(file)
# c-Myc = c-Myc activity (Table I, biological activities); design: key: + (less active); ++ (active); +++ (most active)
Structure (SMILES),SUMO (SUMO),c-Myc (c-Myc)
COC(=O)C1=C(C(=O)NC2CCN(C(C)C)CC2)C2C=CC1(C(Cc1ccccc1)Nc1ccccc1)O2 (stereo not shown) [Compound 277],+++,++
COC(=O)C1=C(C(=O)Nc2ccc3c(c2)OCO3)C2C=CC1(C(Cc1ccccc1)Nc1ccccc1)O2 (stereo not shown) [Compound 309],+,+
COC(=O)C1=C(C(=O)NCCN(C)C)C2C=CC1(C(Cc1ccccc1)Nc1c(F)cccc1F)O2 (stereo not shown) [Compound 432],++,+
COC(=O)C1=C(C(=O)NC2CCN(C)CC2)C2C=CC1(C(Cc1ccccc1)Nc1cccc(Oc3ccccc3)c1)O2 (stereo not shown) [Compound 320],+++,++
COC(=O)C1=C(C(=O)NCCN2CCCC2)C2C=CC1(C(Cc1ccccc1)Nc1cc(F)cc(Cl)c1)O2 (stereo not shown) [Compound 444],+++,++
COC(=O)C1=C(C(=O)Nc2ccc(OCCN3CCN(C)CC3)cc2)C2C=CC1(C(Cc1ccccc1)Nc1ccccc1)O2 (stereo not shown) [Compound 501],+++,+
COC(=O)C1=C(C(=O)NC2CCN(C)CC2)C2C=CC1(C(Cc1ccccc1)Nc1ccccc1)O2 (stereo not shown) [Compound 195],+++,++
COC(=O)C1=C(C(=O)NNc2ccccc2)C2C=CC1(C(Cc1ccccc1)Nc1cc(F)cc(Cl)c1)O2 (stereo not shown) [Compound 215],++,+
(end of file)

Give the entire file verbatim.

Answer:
# c-Myc = c-Myc activity (Table I, biological activities); design: key: + (less active); ++ (active); +++ (most active)
Structure (SMILES),SUMO (SUMO),c-Myc (c-Myc)
COC(=O)C1=C(C(=O)NC2CCN(C(C)C)CC2)C2C=CC1(C(Cc1ccccc1)Nc1ccccc1)O2 (stereo not shown) [Compound 277],+++,++
COC(=O)C1=C(C(=O)Nc2ccc3c(c2)OCO3)C2C=CC1(C(Cc1ccccc1)Nc1ccccc1)O2 (stereo not shown) [Compound 309],+,+
COC(=O)C1=C(C(=O)NCCN(C)C)C2C=CC1(C(Cc1ccccc1)Nc1c(F)cccc1F)O2 (stereo not shown) [Compound 432],++,+
COC(=O)C1=C(C(=O)NC2CCN(C)CC2)C2C=CC1(C(Cc1ccccc1)Nc1cccc(Oc3ccccc3)c1)O2 (stereo not shown) [Compound 320],+++,++
COC(=O)C1=C(C(=O)NCCN2CCCC2)C2C=CC1(C(Cc1ccccc1)Nc1cc(F)cc(Cl)c1)O2 (stereo not shown) [Compound 444],+++,++
COC(=O)C1=C(C(=O)Nc2ccc(OCCN3CCN(C)CC3)cc2)C2C=CC1(C(Cc1ccccc1)Nc1ccccc1)O2 (stereo not shown) [Compound 501],+++,+
COC(=O)C1=C(C(=O)NC2CCN(C)CC2)C2C=CC1(C(Cc1ccccc1)Nc1ccccc1)O2 (stereo not shown) [Compound 195],+++,++
COC(=O)C1=C(C(=O)NNc2ccccc2)C2C=CC1(C(Cc1ccccc1)Nc1cc(F)cc(Cl)c1)O2 (stereo not shown) [Compound 215],++,+